Wittenoom became a carcinogenic ticking time bomb as mining waste products, known as tailings, poured into the city, paved roads and spread in playgrounds and gardens to suppress dust. Near the mine, the waste (more than three million tons) was piled up like mountains and allowed to flow down ravines.
Sixty years after mining ceased, the Western Australian state government says the health risk remains unacceptably high.
For more than a decade, it has tried to shut down Wittenoom to prevent thrill-seeking tourists from visiting. He removed the city from official maps and cut off the water and electricity. He tried to buy off the residents. When that failed, he passed a bill this year to acquire the remaining properties by force.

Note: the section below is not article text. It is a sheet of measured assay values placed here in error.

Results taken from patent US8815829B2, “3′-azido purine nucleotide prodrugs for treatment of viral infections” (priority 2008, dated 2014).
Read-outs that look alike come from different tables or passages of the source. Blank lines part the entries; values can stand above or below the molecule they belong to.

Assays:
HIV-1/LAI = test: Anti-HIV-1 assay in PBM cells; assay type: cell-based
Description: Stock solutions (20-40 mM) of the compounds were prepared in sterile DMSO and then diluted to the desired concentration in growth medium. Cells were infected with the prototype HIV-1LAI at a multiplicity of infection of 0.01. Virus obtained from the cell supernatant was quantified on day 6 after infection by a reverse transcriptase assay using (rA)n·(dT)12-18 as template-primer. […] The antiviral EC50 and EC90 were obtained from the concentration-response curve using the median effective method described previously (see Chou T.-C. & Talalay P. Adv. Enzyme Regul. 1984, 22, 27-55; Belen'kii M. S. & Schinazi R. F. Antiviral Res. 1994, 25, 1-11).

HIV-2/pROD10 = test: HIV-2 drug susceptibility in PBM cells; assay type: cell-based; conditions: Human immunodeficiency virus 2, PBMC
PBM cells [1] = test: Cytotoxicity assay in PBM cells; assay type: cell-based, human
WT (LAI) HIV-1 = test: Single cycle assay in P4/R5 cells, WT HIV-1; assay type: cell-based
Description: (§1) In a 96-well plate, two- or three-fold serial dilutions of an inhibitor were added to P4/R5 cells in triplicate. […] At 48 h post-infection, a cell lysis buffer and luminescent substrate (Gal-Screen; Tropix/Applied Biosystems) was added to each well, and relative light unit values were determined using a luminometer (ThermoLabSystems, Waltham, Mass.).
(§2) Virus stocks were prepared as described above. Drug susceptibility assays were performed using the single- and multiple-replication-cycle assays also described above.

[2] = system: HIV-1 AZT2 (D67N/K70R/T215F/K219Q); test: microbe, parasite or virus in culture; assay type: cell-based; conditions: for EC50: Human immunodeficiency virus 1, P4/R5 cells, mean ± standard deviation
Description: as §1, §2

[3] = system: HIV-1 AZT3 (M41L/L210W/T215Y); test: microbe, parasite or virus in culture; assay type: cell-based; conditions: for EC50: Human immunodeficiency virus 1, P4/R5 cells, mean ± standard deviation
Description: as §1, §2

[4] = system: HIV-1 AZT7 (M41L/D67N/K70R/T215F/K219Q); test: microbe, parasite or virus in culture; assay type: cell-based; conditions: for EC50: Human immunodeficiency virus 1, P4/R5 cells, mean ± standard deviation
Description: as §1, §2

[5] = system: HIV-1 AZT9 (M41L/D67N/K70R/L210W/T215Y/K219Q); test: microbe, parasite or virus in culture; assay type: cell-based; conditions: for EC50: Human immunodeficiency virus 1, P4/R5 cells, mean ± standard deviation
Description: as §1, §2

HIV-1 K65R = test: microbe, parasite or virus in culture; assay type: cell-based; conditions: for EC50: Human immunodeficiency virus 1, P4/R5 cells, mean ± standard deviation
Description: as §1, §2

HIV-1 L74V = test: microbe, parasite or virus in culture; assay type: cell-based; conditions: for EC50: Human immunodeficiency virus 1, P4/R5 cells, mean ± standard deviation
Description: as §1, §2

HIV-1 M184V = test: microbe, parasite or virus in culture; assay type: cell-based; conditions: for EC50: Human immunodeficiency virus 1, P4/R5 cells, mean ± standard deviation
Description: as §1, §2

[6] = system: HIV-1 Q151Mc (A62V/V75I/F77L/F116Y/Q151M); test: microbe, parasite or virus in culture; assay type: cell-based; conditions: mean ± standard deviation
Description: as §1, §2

In the process, he turned the handful of residents who refused to leave into symbols of stubborn self-determination, fighting for the right to roll the dice on their own lives.
But by early September, the two remaining people were almost ready to give up the fight. One was Mr. Hartmann, who accepted the purchase a few years ago but still returned for several months each year.
An immigrant who combines a thick Austrian accent with an Australian proclivity for swearing, he left when the town, emptied and shattered, lost all resemblance to where he had made his home 30 years ago.
He is not blind to the danger of his annual return trips in his caravan. But he readily accepts it, seeing it as out of his control. “Some people get it, some people don’t,” he said of asbestos-related cancer. “Depends on your makeup.”